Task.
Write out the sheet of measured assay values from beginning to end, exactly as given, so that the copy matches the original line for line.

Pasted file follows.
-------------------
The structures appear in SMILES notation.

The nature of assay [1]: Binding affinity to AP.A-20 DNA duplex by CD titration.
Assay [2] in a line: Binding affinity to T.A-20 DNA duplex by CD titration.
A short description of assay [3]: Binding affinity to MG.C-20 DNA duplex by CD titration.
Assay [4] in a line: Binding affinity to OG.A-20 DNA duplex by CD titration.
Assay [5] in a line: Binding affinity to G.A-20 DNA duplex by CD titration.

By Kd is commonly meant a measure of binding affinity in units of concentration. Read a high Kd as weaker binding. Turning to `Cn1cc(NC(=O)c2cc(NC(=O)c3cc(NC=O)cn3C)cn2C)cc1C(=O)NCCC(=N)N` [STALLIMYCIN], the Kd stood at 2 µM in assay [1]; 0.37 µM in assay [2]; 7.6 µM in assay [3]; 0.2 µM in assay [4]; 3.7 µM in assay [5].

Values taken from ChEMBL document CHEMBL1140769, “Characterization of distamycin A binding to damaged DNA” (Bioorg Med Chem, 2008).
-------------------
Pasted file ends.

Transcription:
The structures appear in SMILES notation.

The nature of assay [1]: Binding affinity to AP.A-20 DNA duplex by CD titration.
Assay [2] in a line: Binding affinity to T.A-20 DNA duplex by CD titration.
A short description of assay [3]: Binding affinity to MG.C-20 DNA duplex by CD titration.
Assay [4] in a line: Binding affinity to OG.A-20 DNA duplex by CD titration.
Assay [5] in a line: Binding affinity to G.A-20 DNA duplex by CD titration.

By Kd is commonly meant a measure of binding affinity in units of concentration. Read a high Kd as weaker binding. Turning to `Cn1cc(NC(=O)c2cc(NC(=O)c3cc(NC=O)cn3C)cn2C)cc1C(=O)NCCC(=N)N` [STALLIMYCIN], the Kd stood at 2 µM in assay [1]; 0.37 µM in assay [2]; 7.6 µM in assay [3]; 0.2 µM in assay [4]; 3.7 µM in assay [5].

Values taken from ChEMBL document CHEMBL1140769, “Characterization of distamycin A binding to damaged DNA” (Bioorg Med Chem, 2008).